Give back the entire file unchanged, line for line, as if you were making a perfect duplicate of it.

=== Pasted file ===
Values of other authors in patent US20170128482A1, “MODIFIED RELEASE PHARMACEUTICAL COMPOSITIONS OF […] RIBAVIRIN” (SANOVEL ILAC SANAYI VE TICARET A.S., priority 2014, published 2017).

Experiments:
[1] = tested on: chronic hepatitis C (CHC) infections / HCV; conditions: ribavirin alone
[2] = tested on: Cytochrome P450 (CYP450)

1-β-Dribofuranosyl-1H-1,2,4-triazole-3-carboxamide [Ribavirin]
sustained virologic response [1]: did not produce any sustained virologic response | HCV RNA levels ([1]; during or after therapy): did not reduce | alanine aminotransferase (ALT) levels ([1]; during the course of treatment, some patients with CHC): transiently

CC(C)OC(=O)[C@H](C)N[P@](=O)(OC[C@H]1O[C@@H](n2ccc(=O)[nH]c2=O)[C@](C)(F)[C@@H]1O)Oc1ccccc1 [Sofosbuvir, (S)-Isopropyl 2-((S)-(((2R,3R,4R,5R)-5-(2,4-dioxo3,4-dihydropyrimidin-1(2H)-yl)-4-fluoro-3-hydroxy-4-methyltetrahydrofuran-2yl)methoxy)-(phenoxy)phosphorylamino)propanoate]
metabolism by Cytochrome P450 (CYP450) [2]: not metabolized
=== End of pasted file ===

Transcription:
Values of other authors in patent US20170128482A1, “MODIFIED RELEASE PHARMACEUTICAL COMPOSITIONS OF […] RIBAVIRIN” (SANOVEL ILAC SANAYI VE TICARET A.S., priority 2014, published 2017).

Experiments:
[1] = tested on: chronic hepatitis C (CHC) infections / HCV; conditions: ribavirin alone
[2] = tested on: Cytochrome P450 (CYP450)

1-β-Dribofuranosyl-1H-1,2,4-triazole-3-carboxamide [Ribavirin]
sustained virologic response [1]: did not produce any sustained virologic response | HCV RNA levels ([1]; during or after therapy): did not reduce | alanine aminotransferase (ALT) levels ([1]; during the course of treatment, some patients with CHC): transiently

CC(C)OC(=O)[C@H](C)N[P@](=O)(OC[C@H]1O[C@@H](n2ccc(=O)[nH]c2=O)[C@](C)(F)[C@@H]1O)Oc1ccccc1 [Sofosbuvir, (S)-Isopropyl 2-((S)-(((2R,3R,4R,5R)-5-(2,4-dioxo3,4-dihydropyrimidin-1(2H)-yl)-4-fluoro-3-hydroxy-4-methyltetrahydrofuran-2yl)methoxy)-(phenoxy)phosphorylamino)propanoate]
metabolism by Cytochrome P450 (CYP450) [2]: not metabolized